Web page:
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  21. #28921  
    the bear is back biatches!! printing cancel.... tiznow's Avatar
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    Early Facebook and Google Employees Form Coalition to Fight What They Built

    Feb. 4, 2018

    With smartphones, “they’ve got you for every waking moment,” said Roger McNamee, an early investor in Facebook and a member of the new Center for Humane Technology.Karsten Moran for The New York TimesSAN FRANCISCO — A group of Silicon Valley technologists who were early employees at Facebook and Google, alarmed over the ill effects of social networks and smartphones, are banding together to challenge the companies they helped build.
    The cohort is creating a union of concerned experts called the Center for Humane Technology. Along with the nonprofit media watchdog group Common Sense Media, it also plans an anti-tech addiction lobbying effort and an ad campaign at 55,000 public schools in the United States.
    The campaign, titled The Truth About Tech, will be funded with $7 million from Common Sense and capital raised by the Center for Humane Technology. Common Sense also has $50 million in donated media and airtime from partners including Comcast and DirecTV. It will be aimed at educating students, parents and teachers about the dangers of technology, including the depression that can come from heavy use of social media.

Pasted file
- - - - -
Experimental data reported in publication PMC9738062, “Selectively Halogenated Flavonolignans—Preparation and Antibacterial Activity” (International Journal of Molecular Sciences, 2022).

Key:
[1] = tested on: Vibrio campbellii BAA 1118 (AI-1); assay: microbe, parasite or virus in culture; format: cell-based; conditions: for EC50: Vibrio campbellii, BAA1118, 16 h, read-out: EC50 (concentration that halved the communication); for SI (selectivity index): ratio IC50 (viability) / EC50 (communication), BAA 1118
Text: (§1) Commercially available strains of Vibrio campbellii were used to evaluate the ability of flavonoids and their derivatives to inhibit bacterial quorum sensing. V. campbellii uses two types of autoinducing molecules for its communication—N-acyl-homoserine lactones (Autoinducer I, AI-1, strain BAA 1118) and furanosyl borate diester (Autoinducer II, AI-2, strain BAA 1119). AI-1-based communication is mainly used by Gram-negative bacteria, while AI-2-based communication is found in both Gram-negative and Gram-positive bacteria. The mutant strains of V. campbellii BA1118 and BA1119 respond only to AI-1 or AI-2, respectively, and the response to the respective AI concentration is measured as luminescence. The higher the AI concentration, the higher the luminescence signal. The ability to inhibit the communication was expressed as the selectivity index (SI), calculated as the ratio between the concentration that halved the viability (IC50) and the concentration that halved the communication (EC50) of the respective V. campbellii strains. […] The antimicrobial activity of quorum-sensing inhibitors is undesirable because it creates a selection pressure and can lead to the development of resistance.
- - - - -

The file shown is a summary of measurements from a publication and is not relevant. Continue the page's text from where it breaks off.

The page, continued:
“We were on the inside,” said Tristan Harris, a former in-house ethicist at Google who is heading the new group. “We know what the companies measure. We know how they talk, and we know how the engineering works.”
    The effect of technology, especially on younger minds, has become hotly debated in recent months. In January, two big Wall Street investors asked Apple to study the health effects of its products and to make it easier to limit children’s use of iPhones and iPads. Pediatric and mental health experts called on Facebook last week to abandon a messaging service the company had introduced for children as young as 6. Parenting groups have also sounded the alarm about YouTube Kids, a product aimed at children that sometimes features disturbing content.